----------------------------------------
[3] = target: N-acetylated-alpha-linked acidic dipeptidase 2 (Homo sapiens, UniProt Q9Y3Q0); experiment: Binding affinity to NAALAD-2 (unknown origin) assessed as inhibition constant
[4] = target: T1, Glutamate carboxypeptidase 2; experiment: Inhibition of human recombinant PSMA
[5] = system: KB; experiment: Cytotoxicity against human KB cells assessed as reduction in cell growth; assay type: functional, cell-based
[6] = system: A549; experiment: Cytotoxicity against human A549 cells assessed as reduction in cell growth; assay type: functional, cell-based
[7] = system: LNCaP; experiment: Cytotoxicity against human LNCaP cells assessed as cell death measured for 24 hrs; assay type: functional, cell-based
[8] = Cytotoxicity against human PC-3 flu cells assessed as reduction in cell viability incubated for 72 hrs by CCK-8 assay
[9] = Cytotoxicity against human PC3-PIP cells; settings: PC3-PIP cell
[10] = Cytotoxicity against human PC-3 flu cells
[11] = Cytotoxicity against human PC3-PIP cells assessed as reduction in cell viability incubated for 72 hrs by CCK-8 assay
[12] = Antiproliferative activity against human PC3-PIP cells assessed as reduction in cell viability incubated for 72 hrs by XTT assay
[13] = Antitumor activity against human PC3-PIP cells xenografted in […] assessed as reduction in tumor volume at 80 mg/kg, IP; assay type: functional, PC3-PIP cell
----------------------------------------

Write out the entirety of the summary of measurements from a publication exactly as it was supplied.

[3] = target: N-acetylated-alpha-linked acidic dipeptidase 2 (Homo sapiens, UniProt Q9Y3Q0); experiment: Binding affinity to NAALAD-2 (unknown origin) assessed as inhibition constant
[4] = target: T1, Glutamate carboxypeptidase 2; experiment: Inhibition of human recombinant PSMA
[5] = system: KB; experiment: Cytotoxicity against human KB cells assessed as reduction in cell growth; assay type: functional, cell-based
[6] = system: A549; experiment: Cytotoxicity against human A549 cells assessed as reduction in cell growth; assay type: functional, cell-based
[7] = system: LNCaP; experiment: Cytotoxicity against human LNCaP cells assessed as cell death measured for 24 hrs; assay type: functional, cell-based
[8] = Cytotoxicity against human PC-3 flu cells assessed as reduction in cell viability incubated for 72 hrs by CCK-8 assay
[9] = Cytotoxicity against human PC3-PIP cells; settings: PC3-PIP cell
[10] = Cytotoxicity against human PC-3 flu cells
[11] = Cytotoxicity against human PC3-PIP cells assessed as reduction in cell viability incubated for 72 hrs by CCK-8 assay
[12] = Antiproliferative activity against human PC3-PIP cells assessed as reduction in cell viability incubated for 72 hrs by XTT assay
[13] = Antitumor activity against human PC3-PIP cells xenografted in […] assessed as reduction in tumor volume at 80 mg/kg, IP; assay type: functional, PC3-PIP cell